The rock sculptures of Elephanta beautifully depict the historical and spiritual essence of India. Explore some interesting and fun facts about Elephanta Caves, Mumbai.

Facts About Elephanta Caves

Elephanta Caves, located in the vicinity of Mumbai - the Financial Capital of India, boasts of being an important cultural and historical site. The caves are located in the Gharapuri Island, which was renamed as 'Elephanta Island' by the Portuguese. There is temple inside the cave, which is dedicated to Lord Shiva. The complex of Elephanta Caves has a collection of shrines, inner cells, grand halls and porticos that are placed in such a way that they bring life to the rock architecture of India. It is filled with some exquisitely designed sculptures of Hindu Gods and Goddesses. Explore some interesting and fun facts about the Elephanta Caves of Mumbai.
Elephanta Caves
Interesting & Fun Facts about Elephanta Caves
  • In 1987, Elephanta Caves were designated a UNESCO World Heritage Site.
  • The island on which Elephanta Caves are sited was originally called Gharapuri. It was the Portuguese who renamed it as Elephanta, after they found a large stone elephant near their landing place.
  • Elephanta Caves are thought to date back to time of the Silhara Kings.
  • There are legends that suggest that the great warrior Prince of Chalukya Dynasty - Pulkesin ll built the Lord Shiva shrine, to celebrate his victory.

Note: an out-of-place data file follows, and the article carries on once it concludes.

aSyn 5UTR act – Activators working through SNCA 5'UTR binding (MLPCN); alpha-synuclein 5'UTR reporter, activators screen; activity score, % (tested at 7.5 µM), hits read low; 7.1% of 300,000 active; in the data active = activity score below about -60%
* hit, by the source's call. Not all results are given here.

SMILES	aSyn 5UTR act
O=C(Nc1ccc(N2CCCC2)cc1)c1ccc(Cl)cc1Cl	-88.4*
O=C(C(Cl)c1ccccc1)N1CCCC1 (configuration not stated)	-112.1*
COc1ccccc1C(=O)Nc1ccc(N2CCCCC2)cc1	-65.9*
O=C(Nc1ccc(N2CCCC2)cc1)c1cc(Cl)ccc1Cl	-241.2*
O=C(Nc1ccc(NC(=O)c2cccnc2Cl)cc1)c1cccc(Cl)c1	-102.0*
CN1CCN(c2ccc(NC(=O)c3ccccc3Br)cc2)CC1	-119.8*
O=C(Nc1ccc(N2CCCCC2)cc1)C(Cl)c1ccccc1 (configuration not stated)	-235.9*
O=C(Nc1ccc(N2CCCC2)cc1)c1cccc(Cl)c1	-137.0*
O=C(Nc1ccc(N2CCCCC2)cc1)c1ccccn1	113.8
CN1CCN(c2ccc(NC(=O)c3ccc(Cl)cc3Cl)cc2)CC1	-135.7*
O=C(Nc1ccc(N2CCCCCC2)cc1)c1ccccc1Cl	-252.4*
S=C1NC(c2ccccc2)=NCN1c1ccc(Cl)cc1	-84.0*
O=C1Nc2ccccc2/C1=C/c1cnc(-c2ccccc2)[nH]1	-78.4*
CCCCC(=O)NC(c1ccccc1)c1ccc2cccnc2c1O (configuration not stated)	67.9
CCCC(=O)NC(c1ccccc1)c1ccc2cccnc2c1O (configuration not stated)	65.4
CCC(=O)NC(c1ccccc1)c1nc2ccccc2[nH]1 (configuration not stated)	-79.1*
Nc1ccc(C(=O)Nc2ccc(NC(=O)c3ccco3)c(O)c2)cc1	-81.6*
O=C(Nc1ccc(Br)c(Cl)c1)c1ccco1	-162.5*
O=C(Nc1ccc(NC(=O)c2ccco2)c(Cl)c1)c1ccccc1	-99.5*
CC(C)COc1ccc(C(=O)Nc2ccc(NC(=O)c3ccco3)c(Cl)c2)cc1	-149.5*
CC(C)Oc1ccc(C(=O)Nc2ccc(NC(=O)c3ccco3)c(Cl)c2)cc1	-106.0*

• The rock-cut temple complex covers an area of 60,000 sq ft (5,600 m2), consisting of a main chamber, 2 lateral chambers, courtyards and subsidiary shrines.
  • Elephanta Caves are hewn from solid rock.
  • Most of the sculptures inside the caves were defaced by the Portuguese, who used them for target practice, in the 17th century.
  • The most important sculpture inside the Elephanta Caves is that of Trimurti Sadasiva, carved in relief, sited at the end of the N-S axis. The image, 20 ft in height, is that of the three headed-Lord, representing Panchamukha Shiva.
  • One of the sculptures in the caves depicts Lord Shiva bringing the Ganges River down to Earth, letting it trickle through his matted hair.
  • At Elephanta Caves, Lord Shiva is also depicted as Yogisvara - Lord of Yogis, seated on a lotus, and as Shiva Nataraja, the many-armed cosmic dancer.
  • There are seven cave excavations, dating back to 6th-7th centuries A.D that form a part of Elephanta Cave complex.
  • Cave 1, representing the evolved Brahmanical rock-cut architecture, is the most impressive cave on Elephanta Island.
  • Elephanta Caves are open for public viewing from 9 am to 5 pm on all days of the week, except Monday.

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